Other objects of the invention will in part be obvious and will in part appear hereinafter.

The invention accordingly comprises the several steps and the relation of one or more of such steps with respect to each of the others, all as exemplified in the following detailed disclosure, and the scope of the application of which will be indicated in the claims.

For a fuller understanding of the nature and objects of the invention, reference should be had to the following detailed description, taken in connection with the accompanying drawings, in which:

Figure l is a perspective view of a desired sketched design on a sheet carried by a support;

Fig. 2 is a perspective view of the supported sheet of Fig. 1 with no lamination thereon and covered by a stencil;

Fig. 3 is a view similar to Fig. 2 with a lamination on top of the stencil; I

Fig. 4 is a view with the stencil removed, the parts of the lamination remaining which were at- Iii the sketched design'not being shown for purposes of clarity;

Fig. 5 is a similar view 01 a second stencil imposed on the original sheet and the first set 0! laminar design elements;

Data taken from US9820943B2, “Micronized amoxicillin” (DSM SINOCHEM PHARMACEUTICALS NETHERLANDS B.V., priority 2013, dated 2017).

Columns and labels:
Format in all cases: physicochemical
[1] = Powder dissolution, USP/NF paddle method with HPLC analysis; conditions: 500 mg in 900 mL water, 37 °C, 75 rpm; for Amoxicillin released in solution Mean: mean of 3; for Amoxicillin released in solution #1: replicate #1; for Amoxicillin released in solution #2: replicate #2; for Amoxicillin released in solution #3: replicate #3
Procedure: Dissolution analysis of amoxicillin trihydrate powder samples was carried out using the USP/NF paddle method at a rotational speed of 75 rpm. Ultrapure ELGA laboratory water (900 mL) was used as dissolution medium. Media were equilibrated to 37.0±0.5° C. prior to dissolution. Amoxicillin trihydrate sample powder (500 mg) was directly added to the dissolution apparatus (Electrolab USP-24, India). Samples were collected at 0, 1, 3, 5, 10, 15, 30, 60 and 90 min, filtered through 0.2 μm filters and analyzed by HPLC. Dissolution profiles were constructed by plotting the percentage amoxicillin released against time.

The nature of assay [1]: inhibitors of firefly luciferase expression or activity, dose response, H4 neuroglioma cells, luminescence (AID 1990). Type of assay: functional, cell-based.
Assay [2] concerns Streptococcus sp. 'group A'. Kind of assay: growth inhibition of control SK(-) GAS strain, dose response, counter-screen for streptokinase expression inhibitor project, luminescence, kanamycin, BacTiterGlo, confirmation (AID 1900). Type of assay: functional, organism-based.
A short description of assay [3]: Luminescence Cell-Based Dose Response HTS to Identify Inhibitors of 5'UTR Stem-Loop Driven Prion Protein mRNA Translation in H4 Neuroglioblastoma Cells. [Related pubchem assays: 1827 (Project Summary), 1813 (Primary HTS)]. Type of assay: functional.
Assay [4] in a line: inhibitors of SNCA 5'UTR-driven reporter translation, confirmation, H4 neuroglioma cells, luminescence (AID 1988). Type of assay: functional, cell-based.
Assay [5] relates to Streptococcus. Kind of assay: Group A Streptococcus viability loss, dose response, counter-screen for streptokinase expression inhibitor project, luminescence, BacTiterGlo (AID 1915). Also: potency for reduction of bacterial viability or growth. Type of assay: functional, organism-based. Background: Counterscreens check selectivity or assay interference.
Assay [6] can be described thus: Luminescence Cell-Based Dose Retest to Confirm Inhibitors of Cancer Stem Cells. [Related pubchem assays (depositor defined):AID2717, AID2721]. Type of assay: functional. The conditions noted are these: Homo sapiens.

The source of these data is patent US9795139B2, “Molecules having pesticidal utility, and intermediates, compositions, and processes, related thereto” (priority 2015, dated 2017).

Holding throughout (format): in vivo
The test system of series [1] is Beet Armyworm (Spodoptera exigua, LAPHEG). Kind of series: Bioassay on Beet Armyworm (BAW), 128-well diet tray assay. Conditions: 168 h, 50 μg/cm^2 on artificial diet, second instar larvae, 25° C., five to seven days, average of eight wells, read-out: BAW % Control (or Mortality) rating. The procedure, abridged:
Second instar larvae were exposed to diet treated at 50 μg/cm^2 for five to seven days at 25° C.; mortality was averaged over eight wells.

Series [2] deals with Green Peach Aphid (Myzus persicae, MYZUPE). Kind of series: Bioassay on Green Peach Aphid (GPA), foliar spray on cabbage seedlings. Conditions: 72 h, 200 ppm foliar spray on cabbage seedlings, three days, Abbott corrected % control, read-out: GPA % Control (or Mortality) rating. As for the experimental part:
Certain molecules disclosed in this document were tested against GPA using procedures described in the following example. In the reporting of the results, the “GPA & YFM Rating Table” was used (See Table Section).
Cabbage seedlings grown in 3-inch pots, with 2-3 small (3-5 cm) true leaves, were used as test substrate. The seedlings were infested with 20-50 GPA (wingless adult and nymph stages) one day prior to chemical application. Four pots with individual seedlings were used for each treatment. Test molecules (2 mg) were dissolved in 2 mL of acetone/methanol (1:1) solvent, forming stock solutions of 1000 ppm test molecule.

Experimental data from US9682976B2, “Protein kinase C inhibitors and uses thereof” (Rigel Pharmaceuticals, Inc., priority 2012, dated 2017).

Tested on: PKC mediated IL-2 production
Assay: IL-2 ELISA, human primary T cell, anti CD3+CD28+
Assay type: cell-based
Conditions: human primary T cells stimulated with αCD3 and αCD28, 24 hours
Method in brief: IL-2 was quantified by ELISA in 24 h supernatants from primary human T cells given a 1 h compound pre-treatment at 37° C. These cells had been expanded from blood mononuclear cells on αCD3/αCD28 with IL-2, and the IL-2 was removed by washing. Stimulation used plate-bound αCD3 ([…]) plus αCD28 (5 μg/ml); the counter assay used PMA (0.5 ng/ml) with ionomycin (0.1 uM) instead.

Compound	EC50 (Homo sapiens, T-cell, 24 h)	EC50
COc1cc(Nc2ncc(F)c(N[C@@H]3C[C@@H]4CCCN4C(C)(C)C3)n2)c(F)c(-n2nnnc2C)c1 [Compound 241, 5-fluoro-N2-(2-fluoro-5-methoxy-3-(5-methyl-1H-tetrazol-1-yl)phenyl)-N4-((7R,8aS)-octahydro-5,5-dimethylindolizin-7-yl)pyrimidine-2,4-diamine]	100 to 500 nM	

Fig. 6 is a similar view, with the second stencil removed, after an operation similar to that shown in Fig, 3, of the supported sheet and the two sets of laminar-design elements attached'thereto.

Fig. 7 is a similar view of another operation similar to that shown in Figs. 2 and 5;

Fig. 8 is a view silimar to Fig. 6 but at a time after Fig. 7 when there are three sets of laminar design elements attached to the sheet;

Fig. 9 shows the fourth stencil on the sheet;

Fig. 10 is a view'similar to Figs. 6 and 8 but with four sets of design elements;

Fig. 11 shows the final design after further design elements have been added by similar steps; and

Fig. 12 is a cross-section of the device shown in Fig- 5.

The product contemplated by the present in- I vention comprises a mosaic-like design superposed on a foundation sheet and having design elements which are non-fluid before they are applied and which may or may not be alike optically.